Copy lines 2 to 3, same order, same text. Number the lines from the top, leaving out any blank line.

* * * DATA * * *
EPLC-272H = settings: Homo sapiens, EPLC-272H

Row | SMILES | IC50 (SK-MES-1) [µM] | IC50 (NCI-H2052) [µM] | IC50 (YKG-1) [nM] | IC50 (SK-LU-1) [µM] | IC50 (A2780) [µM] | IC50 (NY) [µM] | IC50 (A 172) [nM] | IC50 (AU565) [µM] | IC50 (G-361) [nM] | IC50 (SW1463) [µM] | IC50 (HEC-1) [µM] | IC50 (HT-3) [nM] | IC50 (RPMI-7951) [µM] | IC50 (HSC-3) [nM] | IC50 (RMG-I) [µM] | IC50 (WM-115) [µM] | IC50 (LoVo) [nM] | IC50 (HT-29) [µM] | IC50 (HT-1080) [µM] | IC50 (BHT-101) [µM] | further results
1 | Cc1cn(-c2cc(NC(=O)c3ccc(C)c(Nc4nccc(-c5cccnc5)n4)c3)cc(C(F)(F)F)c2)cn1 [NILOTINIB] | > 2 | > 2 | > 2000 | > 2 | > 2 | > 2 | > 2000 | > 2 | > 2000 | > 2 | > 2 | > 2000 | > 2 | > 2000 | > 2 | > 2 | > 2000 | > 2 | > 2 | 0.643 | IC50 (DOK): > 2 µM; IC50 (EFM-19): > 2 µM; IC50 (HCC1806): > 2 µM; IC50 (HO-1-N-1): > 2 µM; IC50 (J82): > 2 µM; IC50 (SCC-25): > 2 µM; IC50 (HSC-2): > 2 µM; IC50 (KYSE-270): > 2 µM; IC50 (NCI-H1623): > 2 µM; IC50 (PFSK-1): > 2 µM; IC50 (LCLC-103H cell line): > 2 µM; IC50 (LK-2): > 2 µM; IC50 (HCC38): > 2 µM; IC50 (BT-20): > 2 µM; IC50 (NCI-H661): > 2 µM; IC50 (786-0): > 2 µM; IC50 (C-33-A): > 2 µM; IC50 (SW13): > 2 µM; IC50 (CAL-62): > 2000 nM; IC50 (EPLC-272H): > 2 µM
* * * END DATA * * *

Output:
Row | SMILES | IC50 (SK-MES-1) [µM] | IC50 (NCI-H2052) [µM] | IC50 (YKG-1) [nM] | IC50 (SK-LU-1) [µM] | IC50 (A2780) [µM] | IC50 (NY) [µM] | IC50 (A 172) [nM] | IC50 (AU565) [µM] | IC50 (G-361) [nM] | IC50 (SW1463) [µM] | IC50 (HEC-1) [µM] | IC50 (HT-3) [nM] | IC50 (RPMI-7951) [µM] | IC50 (HSC-3) [nM] | IC50 (RMG-I) [µM] | IC50 (WM-115) [µM] | IC50 (LoVo) [nM] | IC50 (HT-29) [µM] | IC50 (HT-1080) [µM] | IC50 (BHT-101) [µM] | further results
1 | Cc1cn(-c2cc(NC(=O)c3ccc(C)c(Nc4nccc(-c5cccnc5)n4)c3)cc(C(F)(F)F)c2)cn1 [NILOTINIB] | > 2 | > 2 | > 2000 | > 2 | > 2 | > 2 | > 2000 | > 2 | > 2000 | > 2 | > 2 | > 2000 | > 2 | > 2000 | > 2 | > 2 | > 2000 | > 2 | > 2 | 0.643 | IC50 (DOK): > 2 µM; IC50 (EFM-19): > 2 µM; IC50 (HCC1806): > 2 µM; IC50 (HO-1-N-1): > 2 µM; IC50 (J82): > 2 µM; IC50 (SCC-25): > 2 µM; IC50 (HSC-2): > 2 µM; IC50 (KYSE-270): > 2 µM; IC50 (NCI-H1623): > 2 µM; IC50 (PFSK-1): > 2 µM; IC50 (LCLC-103H cell line): > 2 µM; IC50 (LK-2): > 2 µM; IC50 (HCC38): > 2 µM; IC50 (BT-20): > 2 µM; IC50 (NCI-H661): > 2 µM; IC50 (786-0): > 2 µM; IC50 (C-33-A): > 2 µM; IC50 (SW13): > 2 µM; IC50 (CAL-62): > 2000 nM; IC50 (EPLC-272H): > 2 µM